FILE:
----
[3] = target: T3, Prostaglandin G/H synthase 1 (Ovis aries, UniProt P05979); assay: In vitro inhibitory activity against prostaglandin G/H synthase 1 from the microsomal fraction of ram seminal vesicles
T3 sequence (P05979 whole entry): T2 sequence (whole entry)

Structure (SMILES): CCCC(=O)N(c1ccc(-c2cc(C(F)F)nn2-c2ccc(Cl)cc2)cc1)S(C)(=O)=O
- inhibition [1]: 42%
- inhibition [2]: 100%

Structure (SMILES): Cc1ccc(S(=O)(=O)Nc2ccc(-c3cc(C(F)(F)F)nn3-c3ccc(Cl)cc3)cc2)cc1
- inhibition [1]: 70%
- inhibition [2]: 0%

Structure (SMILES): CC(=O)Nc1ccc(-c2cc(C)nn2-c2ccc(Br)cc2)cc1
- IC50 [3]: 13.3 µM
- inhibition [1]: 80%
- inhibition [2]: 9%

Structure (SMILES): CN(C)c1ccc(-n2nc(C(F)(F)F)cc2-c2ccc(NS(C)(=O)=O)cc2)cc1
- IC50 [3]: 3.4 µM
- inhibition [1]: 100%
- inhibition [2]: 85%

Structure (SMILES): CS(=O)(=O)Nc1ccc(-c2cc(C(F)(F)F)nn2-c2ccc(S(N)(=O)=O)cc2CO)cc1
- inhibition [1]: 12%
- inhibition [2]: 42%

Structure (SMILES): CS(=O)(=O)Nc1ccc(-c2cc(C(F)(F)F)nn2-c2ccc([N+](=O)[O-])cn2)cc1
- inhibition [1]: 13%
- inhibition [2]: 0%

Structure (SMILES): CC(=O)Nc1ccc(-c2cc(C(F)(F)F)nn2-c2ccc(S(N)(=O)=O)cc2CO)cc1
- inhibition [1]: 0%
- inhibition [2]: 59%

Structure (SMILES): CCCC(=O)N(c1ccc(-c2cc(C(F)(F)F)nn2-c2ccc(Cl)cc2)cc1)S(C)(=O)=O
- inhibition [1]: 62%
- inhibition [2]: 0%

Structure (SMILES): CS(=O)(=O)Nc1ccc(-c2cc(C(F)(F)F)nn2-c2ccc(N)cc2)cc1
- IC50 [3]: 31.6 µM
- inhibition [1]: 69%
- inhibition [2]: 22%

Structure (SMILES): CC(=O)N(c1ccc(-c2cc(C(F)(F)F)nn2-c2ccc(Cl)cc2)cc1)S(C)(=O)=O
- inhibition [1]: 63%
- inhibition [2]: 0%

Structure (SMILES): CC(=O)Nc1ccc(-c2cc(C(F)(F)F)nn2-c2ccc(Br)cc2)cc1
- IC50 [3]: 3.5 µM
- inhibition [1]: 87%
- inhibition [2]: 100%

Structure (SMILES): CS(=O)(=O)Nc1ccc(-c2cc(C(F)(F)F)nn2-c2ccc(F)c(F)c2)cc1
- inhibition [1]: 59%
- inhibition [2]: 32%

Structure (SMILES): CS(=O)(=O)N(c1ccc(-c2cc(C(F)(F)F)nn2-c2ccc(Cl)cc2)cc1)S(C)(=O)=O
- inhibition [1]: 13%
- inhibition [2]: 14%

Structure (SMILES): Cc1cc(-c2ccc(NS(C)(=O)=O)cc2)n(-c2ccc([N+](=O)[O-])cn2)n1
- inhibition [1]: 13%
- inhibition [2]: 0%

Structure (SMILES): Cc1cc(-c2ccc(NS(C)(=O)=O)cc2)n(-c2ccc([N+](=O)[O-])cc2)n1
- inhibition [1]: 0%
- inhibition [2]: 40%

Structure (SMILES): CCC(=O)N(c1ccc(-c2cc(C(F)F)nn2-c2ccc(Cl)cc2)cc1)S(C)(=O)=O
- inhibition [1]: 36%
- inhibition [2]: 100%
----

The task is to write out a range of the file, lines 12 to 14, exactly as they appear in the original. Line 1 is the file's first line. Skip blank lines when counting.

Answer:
- inhibition [2]: 9%

Structure (SMILES): CN(C)c1ccc(-n2nc(C(F)(F)F)cc2-c2ccc(NS(C)(=O)=O)cc2)cc1
- IC50 [3]: 3.4 µM